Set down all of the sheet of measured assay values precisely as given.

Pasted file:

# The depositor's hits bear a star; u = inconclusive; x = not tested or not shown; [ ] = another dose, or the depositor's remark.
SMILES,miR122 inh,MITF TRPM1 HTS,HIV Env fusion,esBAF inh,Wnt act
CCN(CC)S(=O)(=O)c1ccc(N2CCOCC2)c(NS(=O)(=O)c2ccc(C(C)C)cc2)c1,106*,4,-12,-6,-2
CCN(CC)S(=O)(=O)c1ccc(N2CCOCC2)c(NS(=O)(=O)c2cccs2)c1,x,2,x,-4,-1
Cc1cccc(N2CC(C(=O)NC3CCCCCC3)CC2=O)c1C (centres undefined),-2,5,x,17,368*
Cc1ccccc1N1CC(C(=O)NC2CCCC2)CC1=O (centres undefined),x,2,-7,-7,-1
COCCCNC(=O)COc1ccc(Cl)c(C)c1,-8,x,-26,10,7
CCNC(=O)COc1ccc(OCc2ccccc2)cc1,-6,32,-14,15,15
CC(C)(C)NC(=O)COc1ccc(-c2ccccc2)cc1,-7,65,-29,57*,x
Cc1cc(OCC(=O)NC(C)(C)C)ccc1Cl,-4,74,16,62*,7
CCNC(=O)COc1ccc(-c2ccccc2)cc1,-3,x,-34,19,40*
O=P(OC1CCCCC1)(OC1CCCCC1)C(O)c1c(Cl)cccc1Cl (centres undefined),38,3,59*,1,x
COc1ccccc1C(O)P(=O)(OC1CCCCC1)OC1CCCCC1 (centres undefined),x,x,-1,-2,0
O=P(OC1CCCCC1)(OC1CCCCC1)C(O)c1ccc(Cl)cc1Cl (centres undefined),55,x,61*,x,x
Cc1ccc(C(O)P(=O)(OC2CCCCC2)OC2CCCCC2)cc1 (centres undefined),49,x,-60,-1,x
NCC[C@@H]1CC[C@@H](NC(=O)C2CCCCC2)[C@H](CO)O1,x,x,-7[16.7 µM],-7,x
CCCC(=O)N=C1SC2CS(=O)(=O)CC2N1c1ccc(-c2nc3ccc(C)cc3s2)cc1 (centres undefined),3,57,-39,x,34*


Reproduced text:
# The depositor's hits bear a star; u = inconclusive; x = not tested or not shown; [ ] = another dose, or the depositor's remark.
SMILES,miR122 inh,MITF TRPM1 HTS,HIV Env fusion,esBAF inh,Wnt act
CCN(CC)S(=O)(=O)c1ccc(N2CCOCC2)c(NS(=O)(=O)c2ccc(C(C)C)cc2)c1,106*,4,-12,-6,-2
CCN(CC)S(=O)(=O)c1ccc(N2CCOCC2)c(NS(=O)(=O)c2cccs2)c1,x,2,x,-4,-1
Cc1cccc(N2CC(C(=O)NC3CCCCCC3)CC2=O)c1C (centres undefined),-2,5,x,17,368*
Cc1ccccc1N1CC(C(=O)NC2CCCC2)CC1=O (centres undefined),x,2,-7,-7,-1
COCCCNC(=O)COc1ccc(Cl)c(C)c1,-8,x,-26,10,7
CCNC(=O)COc1ccc(OCc2ccccc2)cc1,-6,32,-14,15,15
CC(C)(C)NC(=O)COc1ccc(-c2ccccc2)cc1,-7,65,-29,57*,x
Cc1cc(OCC(=O)NC(C)(C)C)ccc1Cl,-4,74,16,62*,7
CCNC(=O)COc1ccc(-c2ccccc2)cc1,-3,x,-34,19,40*
O=P(OC1CCCCC1)(OC1CCCCC1)C(O)c1c(Cl)cccc1Cl (centres undefined),38,3,59*,1,x
COc1ccccc1C(O)P(=O)(OC1CCCCC1)OC1CCCCC1 (centres undefined),x,x,-1,-2,0
O=P(OC1CCCCC1)(OC1CCCCC1)C(O)c1ccc(Cl)cc1Cl (centres undefined),55,x,61*,x,x
Cc1ccc(C(O)P(=O)(OC2CCCCC2)OC2CCCCC2)cc1 (centres undefined),49,x,-60,-1,x
NCC[C@@H]1CC[C@@H](NC(=O)C2CCCCC2)[C@H](CO)O1,x,x,-7[16.7 µM],-7,x
CCCC(=O)N=C1SC2CS(=O)(=O)CC2N1c1ccc(-c2nc3ccc(C)cc3s2)cc1 (centres undefined),3,57,-39,x,34*